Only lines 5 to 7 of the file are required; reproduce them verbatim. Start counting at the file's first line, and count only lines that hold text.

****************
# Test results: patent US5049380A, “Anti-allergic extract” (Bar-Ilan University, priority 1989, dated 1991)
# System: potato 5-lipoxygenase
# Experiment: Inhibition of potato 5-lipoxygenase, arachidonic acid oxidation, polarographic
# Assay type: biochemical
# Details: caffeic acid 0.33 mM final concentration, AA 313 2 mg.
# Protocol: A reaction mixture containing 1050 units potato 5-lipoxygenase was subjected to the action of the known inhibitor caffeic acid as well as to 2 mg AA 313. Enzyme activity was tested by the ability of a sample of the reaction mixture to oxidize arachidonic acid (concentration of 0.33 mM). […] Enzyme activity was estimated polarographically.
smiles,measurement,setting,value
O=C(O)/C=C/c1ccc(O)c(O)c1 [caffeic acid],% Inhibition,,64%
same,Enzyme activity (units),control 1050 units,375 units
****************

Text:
# Details: caffeic acid 0.33 mM final concentration, AA 313 2 mg.
# Protocol: A reaction mixture containing 1050 units potato 5-lipoxygenase was subjected to the action of the known inhibitor caffeic acid as well as to 2 mg AA 313. Enzyme activity was tested by the ability of a sample of the reaction mixture to oxidize arachidonic acid (concentration of 0.33 mM). […] Enzyme activity was estimated polarographically.
smiles,measurement,setting,value